Publications

Published: July 2000

Update on Valvular Abnormalities with Dexfenfluramine and Fenfluramine

Prescriber Update 20: 48-52
July 2000

Medsafe Editorial Team

In June 1999, Medsafe issued an alert on valvular abnormalities with dexfenfluramine and fenfluramine. The alert advised that those who at any time in the past had received either agent for ≥ 3 months should be investigated for valvular abnormalities.
Since release of this advice, ACC has received > 400 claims for investigation. Two claims of medical mishap due to valvular damage associated with use of dexfenfluramine or fenfluramine have been accepted. The Centre for Adverse Reactions Monitoring has received eight reports of abnormalities, possibly associated with use of fenfluramines. In two cases there were some echocardiographic or histological features consistent with those described in the literature for these agents. One of these patients required valve replacement and the other had evidence of disease more than 20 years after exposure to fenfluramine.
Recent evidence suggests that those with mild disease may improve after withdrawal of fenfluramine, and that the incidence of valvular abnormalities may be dependent on the duration of treatment.
Individuals who have received dexfenfluramine or fenfluramine for ≥ 3 months at any time in the past and who have not yet been investigated should be evaluated for evidence of heart murmur or other abnormal cardiac signs, and referred to a cardiologist for echocardiography if any abnormality is identified. Until a cardiologist is able to advise on the risk of endocarditis, appropriate prophylactic antibiotics should be given to those requiring dental or surgical procedures putting them at risk of endocarditis. General practitioners should fill out an ACC claim for medical misadventure to cover the cost of investigation, detailing the patient’s exposure to the medication.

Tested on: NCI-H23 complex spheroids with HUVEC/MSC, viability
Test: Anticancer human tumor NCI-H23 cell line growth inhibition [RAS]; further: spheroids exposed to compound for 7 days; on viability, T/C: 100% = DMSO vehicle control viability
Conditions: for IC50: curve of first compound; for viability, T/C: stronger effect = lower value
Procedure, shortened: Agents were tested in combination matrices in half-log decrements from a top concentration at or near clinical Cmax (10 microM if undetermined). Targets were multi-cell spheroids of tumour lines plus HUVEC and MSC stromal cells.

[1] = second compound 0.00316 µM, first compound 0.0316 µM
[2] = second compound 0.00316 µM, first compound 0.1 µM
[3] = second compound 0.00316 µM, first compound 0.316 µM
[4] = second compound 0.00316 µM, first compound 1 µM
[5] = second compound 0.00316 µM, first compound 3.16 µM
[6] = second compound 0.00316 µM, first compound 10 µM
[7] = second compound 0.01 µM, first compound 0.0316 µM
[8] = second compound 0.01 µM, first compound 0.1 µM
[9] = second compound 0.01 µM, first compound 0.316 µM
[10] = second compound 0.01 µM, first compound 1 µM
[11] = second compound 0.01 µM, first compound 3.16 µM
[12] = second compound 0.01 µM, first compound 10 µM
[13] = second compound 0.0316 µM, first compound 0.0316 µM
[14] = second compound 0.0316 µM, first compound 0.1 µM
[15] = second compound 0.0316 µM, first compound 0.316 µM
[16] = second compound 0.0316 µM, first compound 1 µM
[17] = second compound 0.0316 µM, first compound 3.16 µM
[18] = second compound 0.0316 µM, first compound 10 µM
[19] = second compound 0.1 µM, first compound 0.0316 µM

ACC has received > 400 claims for investigation for valvular disorders

In June 1999, Medsafe issued an alert1 about heart valve abnormalities occurring in association with the anorexiants, dexfenfluramine (Adifax) and fenfluramine (Ponderax). Dexfenfluramine and fenfluramine were removed from the market worldwide in September 1997, but there was a possibility that people who had taken either agent in the past for ≥ 3 months may have symptomatic or asymptomatic valvular abnormalities. Those with any abnormality are at risk of endocarditis when undergoing dental and certain surgical procedures unless appropriate antibiotic prophylaxis is administered.

The alert recommended that all those who had taken dexfenfluramine or fenfluramine in the past for ≥ 3 months should be examined for evidence of a heart murmur or abnormal cardiac signs. Those in whom an abnormality has been detected should be referred to a cardiologist for further investigation including echocardiography.

The ACC made an undertaking before publication of the alert to cover the cost of the visits to general practitioners and cardiologists for investigation. At the time the advice was issued, Medsafe estimated that more than 25,000 people may have used dexfenfluramine or fenfluramine, but it had no information on duration of use.